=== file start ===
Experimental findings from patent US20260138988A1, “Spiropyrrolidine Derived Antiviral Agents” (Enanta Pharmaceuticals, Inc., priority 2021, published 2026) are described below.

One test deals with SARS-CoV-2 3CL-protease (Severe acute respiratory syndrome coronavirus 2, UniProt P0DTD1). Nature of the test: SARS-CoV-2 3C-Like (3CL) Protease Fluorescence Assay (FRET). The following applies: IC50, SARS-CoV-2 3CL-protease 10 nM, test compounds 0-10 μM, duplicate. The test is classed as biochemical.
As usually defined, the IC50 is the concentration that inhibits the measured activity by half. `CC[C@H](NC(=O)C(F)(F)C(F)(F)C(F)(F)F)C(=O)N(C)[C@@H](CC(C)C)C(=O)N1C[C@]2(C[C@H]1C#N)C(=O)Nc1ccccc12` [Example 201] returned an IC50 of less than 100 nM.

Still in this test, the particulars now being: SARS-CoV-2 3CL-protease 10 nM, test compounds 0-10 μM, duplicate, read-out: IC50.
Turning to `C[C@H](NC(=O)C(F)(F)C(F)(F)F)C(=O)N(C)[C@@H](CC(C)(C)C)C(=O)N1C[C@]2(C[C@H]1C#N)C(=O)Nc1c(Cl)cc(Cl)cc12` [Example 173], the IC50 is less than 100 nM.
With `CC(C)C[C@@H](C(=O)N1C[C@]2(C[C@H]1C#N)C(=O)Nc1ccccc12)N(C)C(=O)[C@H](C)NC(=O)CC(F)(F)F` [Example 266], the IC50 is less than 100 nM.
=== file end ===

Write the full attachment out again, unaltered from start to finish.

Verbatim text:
Experimental findings from patent US20260138988A1, “Spiropyrrolidine Derived Antiviral Agents” (Enanta Pharmaceuticals, Inc., priority 2021, published 2026) are described below.

One test deals with SARS-CoV-2 3CL-protease (Severe acute respiratory syndrome coronavirus 2, UniProt P0DTD1). Nature of the test: SARS-CoV-2 3C-Like (3CL) Protease Fluorescence Assay (FRET). The following applies: IC50, SARS-CoV-2 3CL-protease 10 nM, test compounds 0-10 μM, duplicate. The test is classed as biochemical.
As usually defined, the IC50 is the concentration that inhibits the measured activity by half. `CC[C@H](NC(=O)C(F)(F)C(F)(F)C(F)(F)F)C(=O)N(C)[C@@H](CC(C)C)C(=O)N1C[C@]2(C[C@H]1C#N)C(=O)Nc1ccccc12` [Example 201] returned an IC50 of less than 100 nM.

Still in this test, the particulars now being: SARS-CoV-2 3CL-protease 10 nM, test compounds 0-10 μM, duplicate, read-out: IC50.
Turning to `C[C@H](NC(=O)C(F)(F)C(F)(F)F)C(=O)N(C)[C@@H](CC(C)(C)C)C(=O)N1C[C@]2(C[C@H]1C#N)C(=O)Nc1c(Cl)cc(Cl)cc12` [Example 173], the IC50 is less than 100 nM.
With `CC(C)C[C@@H](C(=O)N1C[C@]2(C[C@H]1C#N)C(=O)Nc1ccccc12)N(C)C(=O)[C@H](C)NC(=O)CC(F)(F)F` [Example 266], the IC50 is less than 100 nM.